Friday, October 20, 2006

Migration Matters - the view from 1949

Note to readers: To help those who are interested, I have now added a list of previous posts in this series at the end of this post.

I was listening to ABC radio this afternoon on the way to pick up one of my daughters. They (the panel) were talking about the policies re bias. The question posed was this. Looking back in history, what must the ABC do now to redress past bias?

One panelist made a series of suggestions re the fifties, presenting the usual modern stereotypes. It was quite funny and I would have laughed had I not just watched a short 1949 film (here on Google video Australia) selling the virtues of the new mass migration program to possible migrants on one side, Australians on the other.

Yes, the film was set in the frame of populate or perish. But what I really noticed were the comments on Australian attitudes, what are now called values. A few examples:

1. You may worship God in the way that seems fit for you

2. You may read or write what you like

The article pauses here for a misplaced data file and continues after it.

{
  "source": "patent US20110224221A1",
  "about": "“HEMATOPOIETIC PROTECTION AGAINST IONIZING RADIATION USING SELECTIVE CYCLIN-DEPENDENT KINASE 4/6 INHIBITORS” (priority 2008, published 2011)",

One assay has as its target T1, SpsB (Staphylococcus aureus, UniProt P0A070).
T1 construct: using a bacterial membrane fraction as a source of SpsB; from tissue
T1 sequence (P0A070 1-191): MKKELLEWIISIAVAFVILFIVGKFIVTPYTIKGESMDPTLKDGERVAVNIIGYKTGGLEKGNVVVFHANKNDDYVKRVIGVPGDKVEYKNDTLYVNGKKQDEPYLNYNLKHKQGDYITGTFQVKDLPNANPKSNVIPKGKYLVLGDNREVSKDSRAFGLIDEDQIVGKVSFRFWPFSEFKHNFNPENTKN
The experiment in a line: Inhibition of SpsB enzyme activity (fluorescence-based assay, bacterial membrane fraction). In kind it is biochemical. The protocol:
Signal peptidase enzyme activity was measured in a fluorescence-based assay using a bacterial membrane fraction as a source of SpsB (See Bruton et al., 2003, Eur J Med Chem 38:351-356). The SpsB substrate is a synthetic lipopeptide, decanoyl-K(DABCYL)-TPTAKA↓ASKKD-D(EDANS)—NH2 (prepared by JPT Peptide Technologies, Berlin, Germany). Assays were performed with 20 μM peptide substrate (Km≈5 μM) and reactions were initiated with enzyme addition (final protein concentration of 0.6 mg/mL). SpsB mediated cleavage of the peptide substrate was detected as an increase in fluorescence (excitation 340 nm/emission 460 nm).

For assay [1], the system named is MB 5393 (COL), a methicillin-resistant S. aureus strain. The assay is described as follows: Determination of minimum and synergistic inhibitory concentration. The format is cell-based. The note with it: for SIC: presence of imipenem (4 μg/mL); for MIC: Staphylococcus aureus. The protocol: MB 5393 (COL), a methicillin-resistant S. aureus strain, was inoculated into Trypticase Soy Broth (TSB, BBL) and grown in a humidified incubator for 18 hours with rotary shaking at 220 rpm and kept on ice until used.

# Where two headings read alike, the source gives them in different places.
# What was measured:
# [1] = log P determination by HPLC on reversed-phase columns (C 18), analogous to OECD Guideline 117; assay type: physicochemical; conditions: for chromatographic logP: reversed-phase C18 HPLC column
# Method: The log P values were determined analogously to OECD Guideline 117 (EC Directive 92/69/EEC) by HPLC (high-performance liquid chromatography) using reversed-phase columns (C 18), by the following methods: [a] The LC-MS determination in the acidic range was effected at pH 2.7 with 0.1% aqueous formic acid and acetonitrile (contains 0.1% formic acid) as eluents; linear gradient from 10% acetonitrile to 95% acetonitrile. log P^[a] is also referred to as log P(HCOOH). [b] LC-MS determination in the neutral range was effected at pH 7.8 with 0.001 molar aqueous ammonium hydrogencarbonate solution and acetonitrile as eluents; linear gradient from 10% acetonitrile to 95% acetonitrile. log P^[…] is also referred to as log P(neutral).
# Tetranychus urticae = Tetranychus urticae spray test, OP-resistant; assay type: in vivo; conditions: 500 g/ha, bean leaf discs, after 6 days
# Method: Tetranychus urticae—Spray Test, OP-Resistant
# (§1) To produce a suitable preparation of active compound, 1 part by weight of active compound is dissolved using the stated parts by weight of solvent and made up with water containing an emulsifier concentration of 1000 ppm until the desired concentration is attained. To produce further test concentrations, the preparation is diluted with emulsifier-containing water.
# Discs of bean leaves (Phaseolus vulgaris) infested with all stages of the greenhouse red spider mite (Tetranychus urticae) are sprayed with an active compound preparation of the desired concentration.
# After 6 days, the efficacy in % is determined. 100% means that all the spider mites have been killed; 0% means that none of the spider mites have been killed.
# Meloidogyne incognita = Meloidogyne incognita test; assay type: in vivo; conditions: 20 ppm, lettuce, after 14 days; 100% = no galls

3. You may preserve your culture

Makes one think.

Previous Posts in the Migration Matters series

In previous posts I:

1. Provided an overview of post war immigration pointing to its size and dramatic impact on Australia, suggesting that that the Australian experience was unique.

2. I qualified this slightly in my second post with a brief comment comparing the US and Canada, wondering whether the Canadian experience had in fact been similar.

3. I then looked in my third post at the emergence of the mass migration policy set in the context of the Australia of 1945, a far country so different from today that it really has to be thought of as another country.

4. I then extended the story, looking at the changes in Australia over the fifties and sixties.

5. Struggling to keep up with the current debate, I posed some questions that we needed to consider in thinking about future migration needs.

6, In my sixth post in the series, I discussed the end of the Australian concensus on migration that had held for so many years.

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